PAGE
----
Just emerging from two days of battling the stomach flu. (Side note: Holy crap I hate being sick!) And besides my new found gratitude for wellness, I realized that writing, if you're serious about it, has to be looked at as a business. Your business.

And here's the thing about working for yourself: there's good and there's bad. And there's probably  ugly as well.

The good is you can set your own hours. There's no bat-shit crazy banshee of a boss breathing down your neck (wait, was that just my bosses?). You can work in your yoga pants…or no pants. You can work from home (yay!). It's whatever you want.

The bad is, there's no structure and you can't coast. When I worked in corporate, I hoarded my personal and sick days like a miser straight out of a Dickens novel. I would drag my sick ass in to the office, prop my aching head up, and work through the day. And if the work wasn't my best due to the fact that my head felt disconnected from my body and bleary with congestion, well…I didn't really care.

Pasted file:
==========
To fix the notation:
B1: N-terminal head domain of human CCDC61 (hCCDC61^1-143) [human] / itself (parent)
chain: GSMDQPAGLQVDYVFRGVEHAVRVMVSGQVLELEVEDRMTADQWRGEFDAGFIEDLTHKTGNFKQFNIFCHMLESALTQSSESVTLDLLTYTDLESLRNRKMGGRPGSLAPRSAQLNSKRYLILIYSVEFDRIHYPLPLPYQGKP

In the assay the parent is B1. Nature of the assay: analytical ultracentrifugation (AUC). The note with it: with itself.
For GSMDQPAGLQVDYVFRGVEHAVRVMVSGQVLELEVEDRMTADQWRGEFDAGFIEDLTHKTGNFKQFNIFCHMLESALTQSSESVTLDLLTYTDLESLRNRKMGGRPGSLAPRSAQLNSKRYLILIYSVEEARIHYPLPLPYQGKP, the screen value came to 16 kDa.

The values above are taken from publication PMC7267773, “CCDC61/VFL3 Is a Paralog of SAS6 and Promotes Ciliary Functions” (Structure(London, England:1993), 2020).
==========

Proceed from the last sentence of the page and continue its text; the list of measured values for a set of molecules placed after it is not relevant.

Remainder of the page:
Now, I care. I care a lot. Now, nothing less than my absolute best will do. Which is somewhat of a problem when you inevitably fall under the weather. Or feel like you got hit my the stomach flu bus. Which is exactly what happened this week.

But stopping and resting isn't an option. So instead, I sat at home, trying not to puke, and slowly kept editing away. That's the bad and the ugly. The good is, I'd still choose this over the corporate world. Because freedom, even if you're battling the flu and don't get sick days, is still better than corporate shackles. Or at least that's my two cents. But there is definitely something to be said for the safety and security of working under the protection (and the weight) of someone else.